125-year-old 'remember me' letter by orphan choir boy discovered in church pew sparks writing campaign

Church of Holy Trinity Sunderland, England, July 28, 2015.
Church of Holy Trinity Sunderland, England, July 28, 2015. | Wikimedia Commons/Jim Field/Creative Commons Attribution 3.0

A 125-year-old letter written by a choir boy who was orphaned after his father died was discovered stuffed down the side of one of the pews at Sunderland Parish Church. 

Workers discovered the note as they were renovating the church, also known as Holy Trinity, which had ceased being used as a house of worship in 1988 due to declining attendance. The church was subsequently used as a community events space and was being renovated when the letter was found. 

The note was written by 13-year-old William Elliott on Aug. 11, 1897, on the back of an order of service, according to the Sunderland Echo.  

In the note, Elliott requested not to be forgotten.  

Dear friend, whoever finds this paper, think of William Elliott who had two months and two weeks and four days on the 11 of August 1897. Whoever you are that finds this paper don't tear it up or throw it away... keep it in remembrance of me, W. Elliott...I was the leading boy of this choir... I love you if you love me.

The letter was found during the extended COVID-19 lockdowns as the Grade I listed Georgian building was being renovated into a catering space called Seventeen Nineteen, RTE News reports. 

Conservationists removed layers of wax and dust to make the text, written in pencil, visible.

The Seventeen Nineteen project, which is working with the Churches Conservation Trust and other sponsors and volunteers to restore and repurpose the building as a venue space, researched more about Elliott's life and how he came to stay at the church as an orphan. 

Research by Seventeen Nineteen volunteers revealed William’s father was chief officer Thomas Duncan Elliott who was sailing on the vessel Skyros when he was washed overboard in 1887.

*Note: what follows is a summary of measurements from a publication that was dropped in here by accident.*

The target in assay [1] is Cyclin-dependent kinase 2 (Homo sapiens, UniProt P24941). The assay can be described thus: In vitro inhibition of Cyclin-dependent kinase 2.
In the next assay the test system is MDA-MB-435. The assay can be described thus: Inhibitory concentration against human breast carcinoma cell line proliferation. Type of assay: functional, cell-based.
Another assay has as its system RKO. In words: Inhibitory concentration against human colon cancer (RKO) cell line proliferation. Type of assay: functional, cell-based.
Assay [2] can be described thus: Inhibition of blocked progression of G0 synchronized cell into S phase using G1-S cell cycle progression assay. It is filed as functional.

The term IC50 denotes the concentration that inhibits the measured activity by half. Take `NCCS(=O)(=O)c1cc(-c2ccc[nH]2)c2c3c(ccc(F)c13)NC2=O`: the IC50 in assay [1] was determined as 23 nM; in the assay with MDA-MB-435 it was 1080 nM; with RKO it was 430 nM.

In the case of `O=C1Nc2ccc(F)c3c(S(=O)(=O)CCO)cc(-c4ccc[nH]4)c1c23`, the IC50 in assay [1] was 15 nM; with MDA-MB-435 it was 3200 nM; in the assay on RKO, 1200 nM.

William's mother Sarah Ann Elliott was left a widow with four children and, although the family appears to have been fairly comfortable until Thomas’ death, by 1891 Sarah was working as a dressmaker to keep the family afloat.

As a consequence of losing his father, William was eligible for admittance to the orphanage and was ultimately accepted in 1892. He was discharged on 29 October 1897, his 14th birthday – just weeks after he wrote his letter.

Seventeen Nineteen has now launched The Dear Friend project in honor of Elliott, which aims to encourage anyone who would like to participate to write a letter in reply.

“His letter has touched us all,” said Tracey Mienie, Seventeen Nineteen’s center manager. “He was clearly very aware that his time at the orphanage — and in the choir — was ending and I think apprehension at what his future may hold comes across in his words.”

Seventeen Nineteen added that based on their findings, Elliott’s high marks in reading and mathematics, he became an errand boy for a lawyer. The historical record of Elliott's life ends in 1901, however. 

His letter is now framed in the church’s Lady Chapel near the seating area where it was believed to have been written. His name has also been added to the list of men and boys with ties to the parish who died in generations past.   

To participate in the Dear Friend project and write to Seventeen Nineteen, contact Lily Daniels with a postal address at or call 0191 560 0288.

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